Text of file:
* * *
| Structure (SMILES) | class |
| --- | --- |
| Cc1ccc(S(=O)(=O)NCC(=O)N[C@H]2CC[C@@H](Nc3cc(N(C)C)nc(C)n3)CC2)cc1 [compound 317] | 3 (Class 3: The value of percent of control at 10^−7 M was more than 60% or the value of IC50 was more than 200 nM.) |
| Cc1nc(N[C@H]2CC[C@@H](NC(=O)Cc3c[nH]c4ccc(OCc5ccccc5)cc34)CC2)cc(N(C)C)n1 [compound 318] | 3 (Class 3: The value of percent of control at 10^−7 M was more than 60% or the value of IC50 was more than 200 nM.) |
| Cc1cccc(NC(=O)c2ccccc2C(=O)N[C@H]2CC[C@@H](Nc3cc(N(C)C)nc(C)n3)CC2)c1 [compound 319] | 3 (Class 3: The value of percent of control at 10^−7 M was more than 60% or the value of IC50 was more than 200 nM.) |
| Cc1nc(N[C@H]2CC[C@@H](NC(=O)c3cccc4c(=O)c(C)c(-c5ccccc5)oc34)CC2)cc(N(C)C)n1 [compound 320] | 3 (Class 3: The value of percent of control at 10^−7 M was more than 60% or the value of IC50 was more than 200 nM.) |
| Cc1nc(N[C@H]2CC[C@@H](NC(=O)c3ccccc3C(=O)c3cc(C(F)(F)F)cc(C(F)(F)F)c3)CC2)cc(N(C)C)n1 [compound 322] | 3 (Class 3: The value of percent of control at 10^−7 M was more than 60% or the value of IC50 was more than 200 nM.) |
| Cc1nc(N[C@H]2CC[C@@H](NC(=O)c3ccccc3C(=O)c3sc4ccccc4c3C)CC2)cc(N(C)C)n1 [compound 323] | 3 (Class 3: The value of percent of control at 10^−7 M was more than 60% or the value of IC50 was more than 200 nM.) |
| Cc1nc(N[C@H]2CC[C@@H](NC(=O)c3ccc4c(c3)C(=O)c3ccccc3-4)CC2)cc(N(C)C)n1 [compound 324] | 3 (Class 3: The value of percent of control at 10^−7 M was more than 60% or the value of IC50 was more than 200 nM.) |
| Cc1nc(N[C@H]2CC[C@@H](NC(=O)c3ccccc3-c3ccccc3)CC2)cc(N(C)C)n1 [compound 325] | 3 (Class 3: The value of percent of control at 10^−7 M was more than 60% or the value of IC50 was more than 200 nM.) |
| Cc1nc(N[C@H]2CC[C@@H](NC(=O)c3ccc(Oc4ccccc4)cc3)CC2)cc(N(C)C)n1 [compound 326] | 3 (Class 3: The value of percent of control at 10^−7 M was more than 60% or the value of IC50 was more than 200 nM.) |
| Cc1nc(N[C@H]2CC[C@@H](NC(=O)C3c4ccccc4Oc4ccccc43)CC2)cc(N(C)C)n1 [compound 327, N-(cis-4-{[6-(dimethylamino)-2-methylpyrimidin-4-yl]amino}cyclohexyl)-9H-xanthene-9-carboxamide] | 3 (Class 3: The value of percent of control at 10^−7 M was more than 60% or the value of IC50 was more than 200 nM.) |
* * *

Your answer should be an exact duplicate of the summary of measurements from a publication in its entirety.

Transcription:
| Structure (SMILES) | class |
| --- | --- |
| Cc1ccc(S(=O)(=O)NCC(=O)N[C@H]2CC[C@@H](Nc3cc(N(C)C)nc(C)n3)CC2)cc1 [compound 317] | 3 (Class 3: The value of percent of control at 10^−7 M was more than 60% or the value of IC50 was more than 200 nM.) |
| Cc1nc(N[C@H]2CC[C@@H](NC(=O)Cc3c[nH]c4ccc(OCc5ccccc5)cc34)CC2)cc(N(C)C)n1 [compound 318] | 3 (Class 3: The value of percent of control at 10^−7 M was more than 60% or the value of IC50 was more than 200 nM.) |
| Cc1cccc(NC(=O)c2ccccc2C(=O)N[C@H]2CC[C@@H](Nc3cc(N(C)C)nc(C)n3)CC2)c1 [compound 319] | 3 (Class 3: The value of percent of control at 10^−7 M was more than 60% or the value of IC50 was more than 200 nM.) |
| Cc1nc(N[C@H]2CC[C@@H](NC(=O)c3cccc4c(=O)c(C)c(-c5ccccc5)oc34)CC2)cc(N(C)C)n1 [compound 320] | 3 (Class 3: The value of percent of control at 10^−7 M was more than 60% or the value of IC50 was more than 200 nM.) |
| Cc1nc(N[C@H]2CC[C@@H](NC(=O)c3ccccc3C(=O)c3cc(C(F)(F)F)cc(C(F)(F)F)c3)CC2)cc(N(C)C)n1 [compound 322] | 3 (Class 3: The value of percent of control at 10^−7 M was more than 60% or the value of IC50 was more than 200 nM.) |
| Cc1nc(N[C@H]2CC[C@@H](NC(=O)c3ccccc3C(=O)c3sc4ccccc4c3C)CC2)cc(N(C)C)n1 [compound 323] | 3 (Class 3: The value of percent of control at 10^−7 M was more than 60% or the value of IC50 was more than 200 nM.) |
| Cc1nc(N[C@H]2CC[C@@H](NC(=O)c3ccc4c(c3)C(=O)c3ccccc3-4)CC2)cc(N(C)C)n1 [compound 324] | 3 (Class 3: The value of percent of control at 10^−7 M was more than 60% or the value of IC50 was more than 200 nM.) |
| Cc1nc(N[C@H]2CC[C@@H](NC(=O)c3ccccc3-c3ccccc3)CC2)cc(N(C)C)n1 [compound 325] | 3 (Class 3: The value of percent of control at 10^−7 M was more than 60% or the value of IC50 was more than 200 nM.) |
| Cc1nc(N[C@H]2CC[C@@H](NC(=O)c3ccc(Oc4ccccc4)cc3)CC2)cc(N(C)C)n1 [compound 326] | 3 (Class 3: The value of percent of control at 10^−7 M was more than 60% or the value of IC50 was more than 200 nM.) |
| Cc1nc(N[C@H]2CC[C@@H](NC(=O)C3c4ccccc4Oc4ccccc43)CC2)cc(N(C)C)n1 [compound 327, N-(cis-4-{[6-(dimethylamino)-2-methylpyrimidin-4-yl]amino}cyclohexyl)-9H-xanthene-9-carboxamide] | 3 (Class 3: The value of percent of control at 10^−7 M was more than 60% or the value of IC50 was more than 200 nM.) |